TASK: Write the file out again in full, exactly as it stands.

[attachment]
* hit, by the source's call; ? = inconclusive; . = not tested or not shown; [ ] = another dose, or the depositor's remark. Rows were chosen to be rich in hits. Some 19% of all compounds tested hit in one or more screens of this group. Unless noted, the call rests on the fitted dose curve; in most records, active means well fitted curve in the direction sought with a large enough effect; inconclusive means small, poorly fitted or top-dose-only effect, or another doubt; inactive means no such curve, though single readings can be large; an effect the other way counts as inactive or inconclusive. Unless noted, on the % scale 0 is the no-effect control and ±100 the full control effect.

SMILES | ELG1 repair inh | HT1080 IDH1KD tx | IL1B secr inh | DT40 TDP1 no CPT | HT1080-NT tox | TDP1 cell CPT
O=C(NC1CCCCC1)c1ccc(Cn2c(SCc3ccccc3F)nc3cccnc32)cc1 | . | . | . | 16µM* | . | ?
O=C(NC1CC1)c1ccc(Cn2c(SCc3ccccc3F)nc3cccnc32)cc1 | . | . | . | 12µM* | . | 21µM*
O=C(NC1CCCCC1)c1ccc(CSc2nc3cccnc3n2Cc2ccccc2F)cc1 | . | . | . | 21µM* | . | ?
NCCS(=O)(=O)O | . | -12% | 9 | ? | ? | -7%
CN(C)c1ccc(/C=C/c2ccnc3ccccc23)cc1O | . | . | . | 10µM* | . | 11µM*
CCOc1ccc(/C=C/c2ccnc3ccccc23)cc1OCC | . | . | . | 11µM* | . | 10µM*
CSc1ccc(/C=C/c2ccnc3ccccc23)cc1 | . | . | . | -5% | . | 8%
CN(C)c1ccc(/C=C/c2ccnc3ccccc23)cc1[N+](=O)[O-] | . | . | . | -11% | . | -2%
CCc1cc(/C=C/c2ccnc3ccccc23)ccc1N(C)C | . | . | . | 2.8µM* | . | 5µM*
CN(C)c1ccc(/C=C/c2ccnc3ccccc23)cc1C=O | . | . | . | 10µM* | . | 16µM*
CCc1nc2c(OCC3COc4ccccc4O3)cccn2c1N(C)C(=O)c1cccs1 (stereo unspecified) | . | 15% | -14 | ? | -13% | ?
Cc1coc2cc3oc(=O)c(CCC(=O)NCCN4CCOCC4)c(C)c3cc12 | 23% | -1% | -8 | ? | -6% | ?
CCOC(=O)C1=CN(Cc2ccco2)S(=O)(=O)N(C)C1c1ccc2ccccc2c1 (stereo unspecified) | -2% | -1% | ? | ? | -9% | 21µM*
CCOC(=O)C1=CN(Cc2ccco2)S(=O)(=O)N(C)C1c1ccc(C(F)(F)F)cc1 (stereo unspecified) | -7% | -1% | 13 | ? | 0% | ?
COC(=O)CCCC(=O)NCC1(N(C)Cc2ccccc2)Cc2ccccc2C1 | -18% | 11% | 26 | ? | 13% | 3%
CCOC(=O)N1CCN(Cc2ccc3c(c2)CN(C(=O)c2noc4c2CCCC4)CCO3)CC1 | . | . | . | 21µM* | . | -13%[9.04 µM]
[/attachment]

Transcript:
* hit, by the source's call; ? = inconclusive; . = not tested or not shown; [ ] = another dose, or the depositor's remark. Rows were chosen to be rich in hits. Some 19% of all compounds tested hit in one or more screens of this group. Unless noted, the call rests on the fitted dose curve; in most records, active means well fitted curve in the direction sought with a large enough effect; inconclusive means small, poorly fitted or top-dose-only effect, or another doubt; inactive means no such curve, though single readings can be large; an effect the other way counts as inactive or inconclusive. Unless noted, on the % scale 0 is the no-effect control and ±100 the full control effect.

SMILES | ELG1 repair inh | HT1080 IDH1KD tx | IL1B secr inh | DT40 TDP1 no CPT | HT1080-NT tox | TDP1 cell CPT
O=C(NC1CCCCC1)c1ccc(Cn2c(SCc3ccccc3F)nc3cccnc32)cc1 | . | . | . | 16µM* | . | ?
O=C(NC1CC1)c1ccc(Cn2c(SCc3ccccc3F)nc3cccnc32)cc1 | . | . | . | 12µM* | . | 21µM*
O=C(NC1CCCCC1)c1ccc(CSc2nc3cccnc3n2Cc2ccccc2F)cc1 | . | . | . | 21µM* | . | ?
NCCS(=O)(=O)O | . | -12% | 9 | ? | ? | -7%
CN(C)c1ccc(/C=C/c2ccnc3ccccc23)cc1O | . | . | . | 10µM* | . | 11µM*
CCOc1ccc(/C=C/c2ccnc3ccccc23)cc1OCC | . | . | . | 11µM* | . | 10µM*
CSc1ccc(/C=C/c2ccnc3ccccc23)cc1 | . | . | . | -5% | . | 8%
CN(C)c1ccc(/C=C/c2ccnc3ccccc23)cc1[N+](=O)[O-] | . | . | . | -11% | . | -2%
CCc1cc(/C=C/c2ccnc3ccccc23)ccc1N(C)C | . | . | . | 2.8µM* | . | 5µM*
CN(C)c1ccc(/C=C/c2ccnc3ccccc23)cc1C=O | . | . | . | 10µM* | . | 16µM*
CCc1nc2c(OCC3COc4ccccc4O3)cccn2c1N(C)C(=O)c1cccs1 (stereo unspecified) | . | 15% | -14 | ? | -13% | ?
Cc1coc2cc3oc(=O)c(CCC(=O)NCCN4CCOCC4)c(C)c3cc12 | 23% | -1% | -8 | ? | -6% | ?
CCOC(=O)C1=CN(Cc2ccco2)S(=O)(=O)N(C)C1c1ccc2ccccc2c1 (stereo unspecified) | -2% | -1% | ? | ? | -9% | 21µM*
CCOC(=O)C1=CN(Cc2ccco2)S(=O)(=O)N(C)C1c1ccc(C(F)(F)F)cc1 (stereo unspecified) | -7% | -1% | 13 | ? | 0% | ?
COC(=O)CCCC(=O)NCC1(N(C)Cc2ccccc2)Cc2ccccc2C1 | -18% | 11% | 26 | ? | 13% | 3%
CCOC(=O)N1CCN(Cc2ccc3c(c2)CN(C(=O)c2noc4c2CCCC4)CCO3)CC1 | . | . | . | 21µM* | . | -13%[9.04 µM]